Academic journal article Journal of Business and Entrepreneurship

Entrepreneurship Education: Building for the Future

Academic journal article Journal of Business and Entrepreneurship

Entrepreneurship Education: Building for the Future

Article excerpt


Today with the cry for entrepreneurs to restore our economy and the emergence of many entrepreneurial courses being taught from early elementary years to doctoral institutions, the design and implementation of these courses and/or curricula is of increasing importance. Research has indicated to us that the traditional approaches to curriculum design and the traditional pedagogical approaches do not work for entrepreneurs. By not being aware of the differences inherent in the entrepreneurial psyche, we could steal from our future by not educating our students for that unknown future. Here is one method which has been psychically rewarding, but may not be generalizable.


Today almost everyone is hearing about that which most of us in entrepreneurship already knew: entrepreneurship is the backbone of the economy and the economic engine which is necessary to restore economic success to a nation suffering from spiraling costs and job losses. News pundits and politicians are now touting that which entrepreneurship educators have preached for decades: the sources of jobs in America and elsewhere are the small businesses, not the large. Now, they are preaching to us that innovation springs from the minds and hands of individual entrepreneurs who risk their all to prove that their inventions work or that their dreams can become realities. One would think that with such expressions so boldly pronounced on the nightly news that entrepreneurship education would abound. One might surmise that entrepreneurship education appears everywhere and everywhen! There is no doubt that entrepreneurship programs have grown dramatically across the United States, yet they are far from ubiquitous, and with good reason. Designing and executing an entrepreneurship program is extremely challenging.


The modern approach to business education in the U.S. has been to prescribe a "core" of courses which all students must take. Much of this effort is patterned after the Harvard model (Nelson, 1990) introduced in 1979. In 1989, Lynne Cheney published a study funded by the National Endowment for the Humanities which was a prescription for the reform of undergraduate education. That report was deeply critical of core requirements which are met by an array of course offerings. The report recommended that cores be replaced by interdisciplinary courses (Cheney, 1989). However, the study recognized that many professors are too specialized to teach general courses, that programs have become increasingly specialized, and that faculty advancement has come to depend on research reputation and other factors which undermine incentives for curriculum reform or for teaching. That study has been criticized as being Utopian and its recommendations unworkable (Reed, 1990). And yet, many would argue that a generalist is required in entrepreneurship education because of the vast array of knowledge required to run an entrepreneurial firm (J. C. Garland, J. W. Garland, & Higgs, 1998; J. C. Garland, J. W. Garland, & Ensley, 1999). Unlike the "giants" which are "too big to fail," entrepreneurial ventures are started and run by small teams of people who must wear all the hats, juggle all the balls, and make all the decisions. Leading such a venture through creation to success and growth takes the knowledge and skills of a generalist. Serious questions abound on the issue of whether specialist faculty can train generalists.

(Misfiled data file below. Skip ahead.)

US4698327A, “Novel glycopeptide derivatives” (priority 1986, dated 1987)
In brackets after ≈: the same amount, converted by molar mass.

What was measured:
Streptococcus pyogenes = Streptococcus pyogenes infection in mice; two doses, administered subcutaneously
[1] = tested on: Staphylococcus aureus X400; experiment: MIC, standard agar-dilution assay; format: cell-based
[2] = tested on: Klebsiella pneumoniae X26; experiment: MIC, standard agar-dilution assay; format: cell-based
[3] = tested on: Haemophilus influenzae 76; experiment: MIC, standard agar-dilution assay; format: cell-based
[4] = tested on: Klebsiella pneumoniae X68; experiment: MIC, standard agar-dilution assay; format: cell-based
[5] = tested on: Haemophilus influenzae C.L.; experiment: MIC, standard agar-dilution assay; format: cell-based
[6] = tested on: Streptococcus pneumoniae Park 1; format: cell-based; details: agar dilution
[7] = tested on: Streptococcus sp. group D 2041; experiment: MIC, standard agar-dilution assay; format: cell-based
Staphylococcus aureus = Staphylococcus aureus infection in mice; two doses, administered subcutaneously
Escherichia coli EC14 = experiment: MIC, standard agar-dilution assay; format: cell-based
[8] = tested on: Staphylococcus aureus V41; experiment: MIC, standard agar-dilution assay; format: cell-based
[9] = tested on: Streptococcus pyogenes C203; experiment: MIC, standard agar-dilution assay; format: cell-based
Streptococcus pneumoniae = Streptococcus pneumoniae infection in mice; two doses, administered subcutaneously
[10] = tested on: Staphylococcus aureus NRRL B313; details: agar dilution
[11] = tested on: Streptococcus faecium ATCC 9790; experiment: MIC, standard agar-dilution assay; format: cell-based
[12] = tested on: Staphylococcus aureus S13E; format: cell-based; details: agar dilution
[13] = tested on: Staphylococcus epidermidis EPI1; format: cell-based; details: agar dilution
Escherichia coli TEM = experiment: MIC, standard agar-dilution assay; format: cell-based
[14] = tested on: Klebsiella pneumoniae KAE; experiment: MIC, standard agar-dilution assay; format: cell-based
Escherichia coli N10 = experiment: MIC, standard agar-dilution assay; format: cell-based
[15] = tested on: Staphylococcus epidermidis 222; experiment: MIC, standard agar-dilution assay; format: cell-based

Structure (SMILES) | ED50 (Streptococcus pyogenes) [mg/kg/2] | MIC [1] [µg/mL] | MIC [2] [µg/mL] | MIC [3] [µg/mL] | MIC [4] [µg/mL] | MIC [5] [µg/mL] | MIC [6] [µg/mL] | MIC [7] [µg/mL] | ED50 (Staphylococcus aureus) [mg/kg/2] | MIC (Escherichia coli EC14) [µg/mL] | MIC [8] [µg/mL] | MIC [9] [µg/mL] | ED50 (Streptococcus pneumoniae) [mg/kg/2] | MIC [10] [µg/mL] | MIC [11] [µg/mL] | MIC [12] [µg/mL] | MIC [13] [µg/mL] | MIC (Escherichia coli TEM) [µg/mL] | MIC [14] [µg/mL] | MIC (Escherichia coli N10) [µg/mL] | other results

A number of scholars posit that using a common core of courses is a futile approach to education (Goodlad, 1987). These writers emphasize that knowledge cannot be capsulized in small, discrete modules; that education requires teaching students to question. Courses should not contain specific material, they say, but course content should vary as students and instructors seek to learn together and to pursue varying interests (Wiggins, 1989). Further, educators will inevitably bring to a course their personal interests, concerns and ideas. …

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